Monday, 23 February 2009

The curious case of Slumdog Millionaire by Kaveree Bamzai

Kaveree Bamzai wrote on INDIA TODAY website on why Slumdog Millionaire wins...

The curious case of Slumdog Millionaire
Kaveree Bamzai
February 22, 2009

Will Slumdog Millionaire have its moment under the "neela zareewala aasman"? Well, I've seen all the Best Picture nominees and I can tell you it has every right to have the hype it does. Why? Well take The Reader, Stephen Daldry's movie starring Kate Winslet, or shall I say Kate Winslet's body. Almost three-fourths of the movie where she appears, playing a former Nazi prison guard having an affair with a 15-year-old school boy, she's naked. I know Monster's Ball has set a precedent for women being in the buff receiving an Oscar for Best Actress, but even by those standards, The Reader is extreme.

In fact, Winslet loves to go naked in her movies (ask anyone who has seen her sex scene on the washing machine in Little Children and you'll know what I mean) and has consistently shown her "commitment to her craft" by going without her clothes. Call her fearless or shameless, but she suffers for her art and Oscar loves that. Personally though I thought The Reader was an awful movie. I have moral issues with it (illiteracy is a crime worse than murdering innocent Jews?) and with its treatment (a plodding series of encounters between Winslet and the boy, where she bathes him, he reads to her, and then they fall to it on her bed).

Hmm. Then there's Milk. Now Sean Penn can be trusted to deliver a powerhouse performance as the slain gay rights activist Harvey Milk. Oscar loves movies about gay men. Think Philadelphia and Brokeback Mountain. Hollywood particularly loves movies about gay men who suffer. Gus Van Sant's Milk has Penn being pilloried for preferring boys to girls, and there's nothing that the gay mafia in Hollywood would love more. As played by Penn, all mincing manner and little fluttery flirtation, Milk is a tragic character who is inevitably marching to his doom. Its mix of documentary footage with live action recreation is enough to give the movie a historical perspective. Oscar loves to sound intelligent.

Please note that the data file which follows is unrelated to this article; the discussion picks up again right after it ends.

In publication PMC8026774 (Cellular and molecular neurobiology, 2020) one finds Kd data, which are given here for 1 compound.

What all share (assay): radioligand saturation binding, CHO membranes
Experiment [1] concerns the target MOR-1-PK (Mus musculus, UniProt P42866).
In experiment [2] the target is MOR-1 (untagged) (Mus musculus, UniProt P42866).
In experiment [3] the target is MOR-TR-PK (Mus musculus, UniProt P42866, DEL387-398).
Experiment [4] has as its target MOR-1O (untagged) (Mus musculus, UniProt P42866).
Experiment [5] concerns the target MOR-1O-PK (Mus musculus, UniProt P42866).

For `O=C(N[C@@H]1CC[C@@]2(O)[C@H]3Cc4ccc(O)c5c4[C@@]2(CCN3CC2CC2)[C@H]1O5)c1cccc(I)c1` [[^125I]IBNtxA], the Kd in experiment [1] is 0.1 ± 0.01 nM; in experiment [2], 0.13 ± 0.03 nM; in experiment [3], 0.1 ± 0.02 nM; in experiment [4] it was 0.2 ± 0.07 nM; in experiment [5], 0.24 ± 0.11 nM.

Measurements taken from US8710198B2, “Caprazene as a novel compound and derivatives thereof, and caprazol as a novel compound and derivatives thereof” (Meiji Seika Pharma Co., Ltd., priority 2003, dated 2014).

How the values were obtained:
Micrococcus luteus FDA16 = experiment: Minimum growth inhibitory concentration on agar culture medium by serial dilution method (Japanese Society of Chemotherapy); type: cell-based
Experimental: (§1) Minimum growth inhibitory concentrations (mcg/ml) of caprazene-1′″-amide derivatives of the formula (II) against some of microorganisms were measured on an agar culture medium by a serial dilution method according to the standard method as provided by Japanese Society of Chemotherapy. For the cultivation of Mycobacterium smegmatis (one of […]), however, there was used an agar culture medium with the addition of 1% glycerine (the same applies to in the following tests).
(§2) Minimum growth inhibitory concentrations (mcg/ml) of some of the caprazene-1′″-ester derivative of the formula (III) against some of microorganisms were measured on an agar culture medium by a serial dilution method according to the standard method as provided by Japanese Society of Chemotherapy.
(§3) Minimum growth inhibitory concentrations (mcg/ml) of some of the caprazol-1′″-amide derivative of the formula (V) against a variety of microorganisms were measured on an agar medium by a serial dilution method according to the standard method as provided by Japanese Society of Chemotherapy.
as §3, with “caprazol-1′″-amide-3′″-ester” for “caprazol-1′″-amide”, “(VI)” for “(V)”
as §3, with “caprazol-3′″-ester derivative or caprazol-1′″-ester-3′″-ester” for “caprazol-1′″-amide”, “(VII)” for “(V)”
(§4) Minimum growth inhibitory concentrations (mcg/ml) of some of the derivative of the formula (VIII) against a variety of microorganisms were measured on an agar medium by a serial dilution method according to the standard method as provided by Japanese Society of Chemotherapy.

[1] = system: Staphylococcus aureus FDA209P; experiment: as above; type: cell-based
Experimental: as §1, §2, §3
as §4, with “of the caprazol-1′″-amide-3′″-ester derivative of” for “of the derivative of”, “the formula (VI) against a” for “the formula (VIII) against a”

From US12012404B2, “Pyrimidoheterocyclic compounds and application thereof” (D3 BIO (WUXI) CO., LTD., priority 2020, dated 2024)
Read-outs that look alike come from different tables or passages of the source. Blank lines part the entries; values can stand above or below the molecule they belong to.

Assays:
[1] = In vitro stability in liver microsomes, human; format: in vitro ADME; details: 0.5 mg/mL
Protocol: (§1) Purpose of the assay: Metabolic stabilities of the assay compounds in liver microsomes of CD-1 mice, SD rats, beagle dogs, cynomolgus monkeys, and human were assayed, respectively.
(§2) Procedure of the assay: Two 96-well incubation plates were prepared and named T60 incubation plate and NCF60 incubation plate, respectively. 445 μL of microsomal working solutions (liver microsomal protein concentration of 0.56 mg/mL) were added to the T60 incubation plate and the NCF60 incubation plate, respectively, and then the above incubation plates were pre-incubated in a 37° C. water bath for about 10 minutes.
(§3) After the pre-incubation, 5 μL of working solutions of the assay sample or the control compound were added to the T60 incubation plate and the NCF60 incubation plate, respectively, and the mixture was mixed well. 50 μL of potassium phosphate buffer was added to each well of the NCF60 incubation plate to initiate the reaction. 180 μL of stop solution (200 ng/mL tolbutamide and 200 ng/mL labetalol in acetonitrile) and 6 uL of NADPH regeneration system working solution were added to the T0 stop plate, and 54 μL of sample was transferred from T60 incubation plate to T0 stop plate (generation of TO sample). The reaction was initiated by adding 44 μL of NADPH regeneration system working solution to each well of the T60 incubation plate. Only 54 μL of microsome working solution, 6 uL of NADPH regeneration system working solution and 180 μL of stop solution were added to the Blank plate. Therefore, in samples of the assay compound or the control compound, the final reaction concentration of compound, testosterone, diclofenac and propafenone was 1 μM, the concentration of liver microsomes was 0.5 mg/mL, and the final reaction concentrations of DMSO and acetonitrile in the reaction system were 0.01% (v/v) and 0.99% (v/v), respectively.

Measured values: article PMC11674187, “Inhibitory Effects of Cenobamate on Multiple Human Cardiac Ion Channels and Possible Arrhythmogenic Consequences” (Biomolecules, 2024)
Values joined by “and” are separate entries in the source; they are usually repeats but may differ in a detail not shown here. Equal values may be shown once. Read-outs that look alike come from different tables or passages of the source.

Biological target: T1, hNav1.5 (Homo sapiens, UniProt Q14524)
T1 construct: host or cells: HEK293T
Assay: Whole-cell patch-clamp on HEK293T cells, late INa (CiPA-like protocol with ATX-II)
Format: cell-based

Then, there's David Fincher's The Curious Case of Benjamin Button, where the beautiful Brad Pitt tries to win points by spending most of the movie looking a. ugly, b. old. It's gimmicky, with Pitt aging in reverse, in a fantastical screenplay adapted from a Fitzgerald short story, but I tend to think of it as the Forrest Gump movie of the year. Smart for its use of special effects and quirky, with a short cameo from Varanasi where Pitt's character is on a journey around the world, but not much else.

Which brings us to Frost/Nixon. A tour de force performance from Frank Langella as Richad Nixon, every pore sweating and ever nerve twitching as the former disgraced president trying to absolve himself in the eyes of the world with a four part television interview with David Frost, considered till then a shallow pretty boy more interested in women than in world affairs. But too intimate and limiting to be The Queen of this year (even though it does feature Michael Sheen again, playing Frost rather than Tony Blair here).

Apart from that, as Ashok Amritraj told me, Wall-E, the wonderfully inventive animated movie, has not been nominated for Best Picture; neither has the grad Gran Torino, Clint Eastwood's self proclaimed final acting performance at 78, nor has The Dark Knight. Perhaps it was far too successful to be nominated and even if the blockbuster status could have been avoided (like James Cameron's Titanic) it can't get away from being a franchise film.

Which is where Slumdog Millionaire wins. One for being original (for them, for us, it's a Salim-Javed potboiler made in English). Two for being at the right place at the right time. Instead of going straight to DVD when its co-producer Warner Independent Pictures shut down, Danny Boyle's film instead got picked by Fox Searchlight President Peter Rice, a wise man who not only has a great relationship with Boyle but also has been responsible for picking up and running with gems such as Juno and Little Miss Sunshine in the past.

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